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Things I have tried to wind down in grad school in Evanston

In line with more and more conversations about self-care in grad school, I decided to write down some of my failed and successful attempts in taking care of myself while getting through a phd program (listed in chronological order).

  1. Exercising – my favorite options are running along Lake Michigan IN SUMMER, swimming, and kickboxing.
  2. Painting – Evanston Art Center offers great classes from beginner level to advanced. Highly recommend.
  3. Hanging out with animals – Evanston Animal Shelter has a community of volunteers who care about surrendered or stray dogs and cats dearly. Adopt, don’t shop.
  4. Winter sports – Wisconsin has a few spots for skiing/snowboarding. They are on tiny rolling hills so probably not exciting for pros, but enough for me! I *think* Alpine Valley is the one most close to pro level, which is 1h30min away from Evanston.
  5. Summer sports – kayaking. There is a sailing center on campus, open Monday to Sunday. It is a bit pricey compared with other places, but the waves are fun. I have been planning to go to Skokie Lagoon so I can enjoy different scenery…
  6. Binge watching TV shows, obviously
  7. to be continued…

Note to Self: Recruiting Participants Online

I have been recruiting participants for my advisor’s and my own study for a while. I mostly use social media, which is a great way for me to get connected with ideal participants, but also a potentially creepy way. A lot of times, people don’t want to get harassed because of something they posted a long time ago. Or people don’t even realize their posts are public. So here are some tips for myself to always remember while recruiting participants:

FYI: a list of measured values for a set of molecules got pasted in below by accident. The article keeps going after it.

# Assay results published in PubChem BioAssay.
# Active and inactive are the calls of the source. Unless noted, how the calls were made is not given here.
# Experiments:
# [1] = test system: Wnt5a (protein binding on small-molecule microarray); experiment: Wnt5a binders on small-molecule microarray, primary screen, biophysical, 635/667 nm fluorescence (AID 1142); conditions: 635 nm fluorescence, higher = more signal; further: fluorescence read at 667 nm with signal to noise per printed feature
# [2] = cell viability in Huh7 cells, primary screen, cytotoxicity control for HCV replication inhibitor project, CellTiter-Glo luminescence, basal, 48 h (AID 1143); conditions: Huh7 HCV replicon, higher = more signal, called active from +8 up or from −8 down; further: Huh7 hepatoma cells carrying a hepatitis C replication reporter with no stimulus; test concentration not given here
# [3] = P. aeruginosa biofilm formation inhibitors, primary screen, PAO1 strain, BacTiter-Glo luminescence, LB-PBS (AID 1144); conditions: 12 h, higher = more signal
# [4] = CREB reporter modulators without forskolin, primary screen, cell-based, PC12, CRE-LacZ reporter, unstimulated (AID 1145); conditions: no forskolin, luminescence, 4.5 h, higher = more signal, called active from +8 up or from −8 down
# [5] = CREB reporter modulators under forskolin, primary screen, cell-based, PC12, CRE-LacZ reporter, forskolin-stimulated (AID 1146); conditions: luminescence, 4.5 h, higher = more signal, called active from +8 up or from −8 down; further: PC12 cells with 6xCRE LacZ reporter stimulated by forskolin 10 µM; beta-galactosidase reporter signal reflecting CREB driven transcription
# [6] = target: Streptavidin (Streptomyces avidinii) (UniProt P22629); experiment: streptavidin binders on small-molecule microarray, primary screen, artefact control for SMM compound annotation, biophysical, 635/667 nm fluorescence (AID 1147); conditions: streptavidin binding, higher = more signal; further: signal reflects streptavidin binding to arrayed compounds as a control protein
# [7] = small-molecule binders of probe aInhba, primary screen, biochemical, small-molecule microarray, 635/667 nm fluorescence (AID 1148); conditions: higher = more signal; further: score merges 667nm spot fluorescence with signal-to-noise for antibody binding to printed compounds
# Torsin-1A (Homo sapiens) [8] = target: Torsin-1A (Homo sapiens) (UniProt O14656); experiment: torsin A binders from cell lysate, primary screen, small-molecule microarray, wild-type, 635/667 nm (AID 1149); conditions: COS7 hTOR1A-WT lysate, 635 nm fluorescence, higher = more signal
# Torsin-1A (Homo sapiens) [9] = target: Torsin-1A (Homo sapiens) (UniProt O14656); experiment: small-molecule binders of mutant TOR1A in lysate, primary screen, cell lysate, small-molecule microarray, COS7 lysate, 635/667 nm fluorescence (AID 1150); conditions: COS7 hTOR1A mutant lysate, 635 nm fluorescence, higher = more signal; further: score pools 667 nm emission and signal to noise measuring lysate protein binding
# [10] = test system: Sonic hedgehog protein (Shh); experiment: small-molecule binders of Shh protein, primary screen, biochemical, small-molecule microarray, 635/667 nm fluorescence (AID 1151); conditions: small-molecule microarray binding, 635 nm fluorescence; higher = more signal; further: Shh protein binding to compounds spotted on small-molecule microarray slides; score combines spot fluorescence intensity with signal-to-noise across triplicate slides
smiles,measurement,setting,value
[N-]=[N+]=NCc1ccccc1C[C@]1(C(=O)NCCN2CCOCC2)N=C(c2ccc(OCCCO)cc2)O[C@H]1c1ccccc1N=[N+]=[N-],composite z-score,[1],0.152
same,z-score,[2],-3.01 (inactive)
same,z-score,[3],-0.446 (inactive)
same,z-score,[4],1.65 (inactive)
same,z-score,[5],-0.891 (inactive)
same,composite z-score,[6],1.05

Of course, always be nice.

Always let them know how this study could potentially benefit them in the long run. I found some participants truly interested in my study and wanted to help more. So keep in touch.

Avoid being creepy. Once I found a 6-month-old tweet using a hashtag I was searching for. I replied and was called creepy. I felt awful of course. So tell them how I find them — so they will know that their content is publicly accessible, which might make them less surprised by my message or comment.

Find a good time to message them. For one study I tried to interview nonprofit organizations, but because of the political spheres at the time, they were all pretty swamped by their own work. So it is quite unlikely for them to make time to talk with a researcher. For another study, I tried to interview individuals who were protesting for some social issues. They mostly value the opportunity to have more people hear their voices, so recruitment went pretty well.

Make a professional and legit contact. This means trying to provide professional information in a professional way. An official web page could help, and an edu email account could make it clear that I am affiliated with a university.

Building on the previous one, a webpage should be as accessible as possible. First of all, participants should be only one click away. Like on Instagram, a link in comments will not automatically turn into clickable, so I always tell them to check out my bio’s link, where they can easily click on the link and have a web page opened. Another thing is what I learned from my advisor. Make the webpage accessible, and provide an accessible pdf.

Have alternative ways to participate in the study. I learned this from my advisor while we were writing an IRB submission together. Not everybody could speak verbally in an interview study. So let people know email or text messages is possible.